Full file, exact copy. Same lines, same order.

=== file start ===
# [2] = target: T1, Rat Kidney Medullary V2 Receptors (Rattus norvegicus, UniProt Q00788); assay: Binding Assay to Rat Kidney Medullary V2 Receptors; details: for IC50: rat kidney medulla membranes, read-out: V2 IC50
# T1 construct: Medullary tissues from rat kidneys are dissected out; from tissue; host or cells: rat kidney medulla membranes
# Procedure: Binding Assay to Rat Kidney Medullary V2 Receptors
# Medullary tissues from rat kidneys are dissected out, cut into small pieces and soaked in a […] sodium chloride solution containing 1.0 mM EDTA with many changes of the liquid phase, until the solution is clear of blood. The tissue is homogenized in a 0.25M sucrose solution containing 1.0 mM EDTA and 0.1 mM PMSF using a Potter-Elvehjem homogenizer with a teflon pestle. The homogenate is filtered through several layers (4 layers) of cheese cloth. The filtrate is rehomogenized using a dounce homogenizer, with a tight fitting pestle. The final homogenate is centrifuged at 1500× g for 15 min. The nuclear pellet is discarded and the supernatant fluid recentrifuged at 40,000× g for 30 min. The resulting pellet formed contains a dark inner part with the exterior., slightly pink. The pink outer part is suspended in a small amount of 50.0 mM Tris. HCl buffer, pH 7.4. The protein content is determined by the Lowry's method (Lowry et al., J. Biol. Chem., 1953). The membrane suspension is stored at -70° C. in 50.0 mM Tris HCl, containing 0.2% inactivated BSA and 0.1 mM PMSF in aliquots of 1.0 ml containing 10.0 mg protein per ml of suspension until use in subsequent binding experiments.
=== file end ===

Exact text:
# [2] = target: T1, Rat Kidney Medullary V2 Receptors (Rattus norvegicus, UniProt Q00788); assay: Binding Assay to Rat Kidney Medullary V2 Receptors; details: for IC50: rat kidney medulla membranes, read-out: V2 IC50
# T1 construct: Medullary tissues from rat kidneys are dissected out; from tissue; host or cells: rat kidney medulla membranes
# Procedure: Binding Assay to Rat Kidney Medullary V2 Receptors
# Medullary tissues from rat kidneys are dissected out, cut into small pieces and soaked in a […] sodium chloride solution containing 1.0 mM EDTA with many changes of the liquid phase, until the solution is clear of blood. The tissue is homogenized in a 0.25M sucrose solution containing 1.0 mM EDTA and 0.1 mM PMSF using a Potter-Elvehjem homogenizer with a teflon pestle. The homogenate is filtered through several layers (4 layers) of cheese cloth. The filtrate is rehomogenized using a dounce homogenizer, with a tight fitting pestle. The final homogenate is centrifuged at 1500× g for 15 min. The nuclear pellet is discarded and the supernatant fluid recentrifuged at 40,000× g for 30 min. The resulting pellet formed contains a dark inner part with the exterior., slightly pink. The pink outer part is suspended in a small amount of 50.0 mM Tris. HCl buffer, pH 7.4. The protein content is determined by the Lowry's method (Lowry et al., J. Biol. Chem., 1953). The membrane suspension is stored at -70° C. in 50.0 mM Tris HCl, containing 0.2% inactivated BSA and 0.1 mM PMSF in aliquots of 1.0 ml containing 10.0 mg protein per ml of suspension until use in subsequent binding experiments.